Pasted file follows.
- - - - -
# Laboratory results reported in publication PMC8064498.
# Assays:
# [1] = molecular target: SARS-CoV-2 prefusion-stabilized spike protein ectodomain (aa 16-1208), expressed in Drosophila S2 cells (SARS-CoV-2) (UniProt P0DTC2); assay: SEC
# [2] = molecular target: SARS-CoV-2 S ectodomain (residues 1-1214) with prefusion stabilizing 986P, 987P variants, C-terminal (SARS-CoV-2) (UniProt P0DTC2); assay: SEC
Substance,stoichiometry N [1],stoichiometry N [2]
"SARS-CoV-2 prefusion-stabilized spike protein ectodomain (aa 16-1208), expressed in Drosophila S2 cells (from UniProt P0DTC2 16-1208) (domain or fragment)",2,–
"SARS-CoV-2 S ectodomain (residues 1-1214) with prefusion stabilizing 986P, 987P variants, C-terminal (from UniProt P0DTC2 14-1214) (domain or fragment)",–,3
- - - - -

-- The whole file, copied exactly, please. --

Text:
# Laboratory results reported in publication PMC8064498.
# Assays:
# [1] = molecular target: SARS-CoV-2 prefusion-stabilized spike protein ectodomain (aa 16-1208), expressed in Drosophila S2 cells (SARS-CoV-2) (UniProt P0DTC2); assay: SEC
# [2] = molecular target: SARS-CoV-2 S ectodomain (residues 1-1214) with prefusion stabilizing 986P, 987P variants, C-terminal (SARS-CoV-2) (UniProt P0DTC2); assay: SEC
Substance,stoichiometry N [1],stoichiometry N [2]
"SARS-CoV-2 prefusion-stabilized spike protein ectodomain (aa 16-1208), expressed in Drosophila S2 cells (from UniProt P0DTC2 16-1208) (domain or fragment)",2,–
"SARS-CoV-2 S ectodomain (residues 1-1214) with prefusion stabilizing 986P, 987P variants, C-terminal (from UniProt P0DTC2 14-1214) (domain or fragment)",–,3